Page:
Will an ancient Aztec snack disappear, or become a local foodie treat?
When a friend returned from Ozolco with a bag of pinole--a product he'd never seen or heard of before--Bloom had an idea.
He brought the pinole to Buddakan's pastry chef Carlos Rojas, who's married to a woman from San Mateo. Rojas tweaked existing recipes to whip up a pinole mousse and pinole banana muffins. It was all the evidence Bloom needed.
"The goal," he says, "is to help a few farmers market their product differently."
Bloom's plan is to have Ventura and other farmers in San Mateo produce pinole as a specialty product to be exported to the U.S. and even within Mexico. It can be sold either in bulk to restaurants and markets (Bont� Caf� is already a customer) or premade into baked goods like corn muffins. Eventually Bloom hopes to develop and market an entirely new pinole-based product--something like yogurt or granola bars.
With a simple business plan Grupo Ozolco can pay farmers three times as much for their blue corn as they're used to getting, and possibly create a few new jobs in the process.
"And it's cool that it's corn, too," he says. "A lot of third-world development discourse is, 'Grow this, grow that.' But [the people of San Mateo] already know how to grow corn. And since we don't have the power to overturn NAFTA--which 99.9 percent of the time works against the community--we can turn it into an advantage."
Bloom received a three-year grant to work with a customs broker and graphic designers and food scientists to develop a suitable product, brand it and import it properly. Ventura and his team in San Mateo Ozolco received a similar grant from the same group to buy their own grinding machine and industrial seed toaster.
"I call it fair trade 2.0," says Bloom. "For example, with fair-trade coffee from Chiapas they give the growers a decent exchange rate but the buyer makes most of the money. The cool thing about this project is it's transnational--wherever the money is made it stays in the community because they live here and in Mexico."
For now, as Bloom and Grupo Ozolco figure out how to transport large quantities of pinole up north, sales are by word of mouth. But with so many Mexican natives running restaurant kitchens throughout the city, the news is beginning to spread.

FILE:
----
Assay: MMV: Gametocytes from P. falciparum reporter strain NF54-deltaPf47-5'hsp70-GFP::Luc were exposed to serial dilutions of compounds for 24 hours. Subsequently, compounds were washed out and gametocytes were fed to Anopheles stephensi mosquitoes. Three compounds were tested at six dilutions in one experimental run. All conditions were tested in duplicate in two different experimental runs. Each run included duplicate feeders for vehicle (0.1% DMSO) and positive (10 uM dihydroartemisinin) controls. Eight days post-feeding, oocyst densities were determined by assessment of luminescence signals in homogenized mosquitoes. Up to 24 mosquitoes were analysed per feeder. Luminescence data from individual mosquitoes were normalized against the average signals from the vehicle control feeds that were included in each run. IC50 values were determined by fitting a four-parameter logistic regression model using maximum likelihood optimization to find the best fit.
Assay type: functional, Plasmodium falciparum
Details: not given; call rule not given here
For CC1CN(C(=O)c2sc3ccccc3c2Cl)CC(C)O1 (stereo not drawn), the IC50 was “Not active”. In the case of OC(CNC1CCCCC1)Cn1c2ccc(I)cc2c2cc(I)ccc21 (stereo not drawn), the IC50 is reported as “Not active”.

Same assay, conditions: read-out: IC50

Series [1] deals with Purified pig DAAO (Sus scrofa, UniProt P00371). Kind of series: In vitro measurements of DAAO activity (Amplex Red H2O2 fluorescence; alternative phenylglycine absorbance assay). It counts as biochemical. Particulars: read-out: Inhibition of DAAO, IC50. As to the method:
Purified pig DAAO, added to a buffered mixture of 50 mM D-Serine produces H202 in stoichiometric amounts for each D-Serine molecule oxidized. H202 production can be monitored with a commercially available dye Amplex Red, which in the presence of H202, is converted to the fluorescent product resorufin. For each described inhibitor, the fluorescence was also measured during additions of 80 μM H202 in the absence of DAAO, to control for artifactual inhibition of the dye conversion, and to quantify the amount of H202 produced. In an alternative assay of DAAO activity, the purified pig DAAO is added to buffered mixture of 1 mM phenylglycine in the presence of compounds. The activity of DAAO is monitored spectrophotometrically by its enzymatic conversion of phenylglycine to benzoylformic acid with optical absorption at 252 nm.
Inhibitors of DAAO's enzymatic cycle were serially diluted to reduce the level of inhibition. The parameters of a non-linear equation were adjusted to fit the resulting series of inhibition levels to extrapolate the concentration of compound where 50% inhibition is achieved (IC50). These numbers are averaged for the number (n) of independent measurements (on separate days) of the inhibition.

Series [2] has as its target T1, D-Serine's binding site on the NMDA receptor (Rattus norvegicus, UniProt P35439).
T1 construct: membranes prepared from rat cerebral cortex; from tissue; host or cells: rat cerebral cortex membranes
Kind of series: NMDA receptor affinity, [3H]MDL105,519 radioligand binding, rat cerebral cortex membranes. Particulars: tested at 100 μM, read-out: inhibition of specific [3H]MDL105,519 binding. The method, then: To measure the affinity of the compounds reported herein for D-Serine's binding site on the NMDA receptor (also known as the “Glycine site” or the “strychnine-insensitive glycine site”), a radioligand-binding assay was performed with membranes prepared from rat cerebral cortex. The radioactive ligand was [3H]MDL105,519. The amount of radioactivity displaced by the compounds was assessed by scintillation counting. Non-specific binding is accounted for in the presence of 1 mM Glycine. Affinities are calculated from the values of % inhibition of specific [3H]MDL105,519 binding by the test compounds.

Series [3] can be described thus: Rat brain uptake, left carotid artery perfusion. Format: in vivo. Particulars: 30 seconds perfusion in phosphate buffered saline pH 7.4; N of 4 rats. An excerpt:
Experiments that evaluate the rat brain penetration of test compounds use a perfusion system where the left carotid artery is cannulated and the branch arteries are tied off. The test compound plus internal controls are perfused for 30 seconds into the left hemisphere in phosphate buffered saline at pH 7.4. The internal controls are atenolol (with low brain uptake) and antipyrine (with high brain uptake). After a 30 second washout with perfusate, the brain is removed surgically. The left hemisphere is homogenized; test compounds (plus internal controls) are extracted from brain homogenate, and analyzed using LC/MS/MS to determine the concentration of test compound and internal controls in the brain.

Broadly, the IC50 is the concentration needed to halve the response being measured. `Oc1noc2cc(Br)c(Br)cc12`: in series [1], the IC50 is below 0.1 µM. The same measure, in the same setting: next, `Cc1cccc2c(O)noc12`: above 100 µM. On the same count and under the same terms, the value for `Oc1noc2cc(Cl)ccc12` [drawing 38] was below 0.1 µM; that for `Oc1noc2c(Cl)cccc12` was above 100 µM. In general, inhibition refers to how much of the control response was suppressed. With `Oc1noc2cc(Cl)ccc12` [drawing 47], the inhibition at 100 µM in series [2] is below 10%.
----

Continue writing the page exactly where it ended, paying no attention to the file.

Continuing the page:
"Pinole is such a rare thing," says Adan Trinidad, executive chef at El Vez, Stephen Starr's Mexican-themed restaurant at 13th and Sansom. "If you ask people from the north of Mexico they probably will not know it. Only people from Puebla, Oaxaca, Chiapas--[the areas with] more tradition. Even in Mexico City you won't see this," he says, gesturing toward two small bowls filled with pinole just purchased from Bloom.
Trinidad is from San Lucas, the next town over from San Mateo. He remembers eating pinole at his grandmother's house as a youngster.
Now he's experimenting with creative ways of working pinole into the dessert menu at El Vez. He's testing a pinole ice cream, and champurrado--a thick, belly-filling hot beverage similar to the more-popular Mexican staple atole.
"It takes a while for something to fly," Trinidad says, unsure if American palates will appreciate such a simple, subtle, earthy taste. But he's willing to try--if only out of pride.
"It's like if you go to Mexico City and find someone selling scrapple. When I found out Peter [Bloom] was selling pinole I thought, 'Cool. We're a Mexican restaurant. I want to make something with it.'
Kate Kilpatrick is a PW contributing editor. Special thanks to Ruben Chico of Grupo Ozolco for providing information for this story. Jaime Ventura sends a big hello to his comrades still working in the restaurant business. He's grateful for all the support and friendship he received during his time in Philly.
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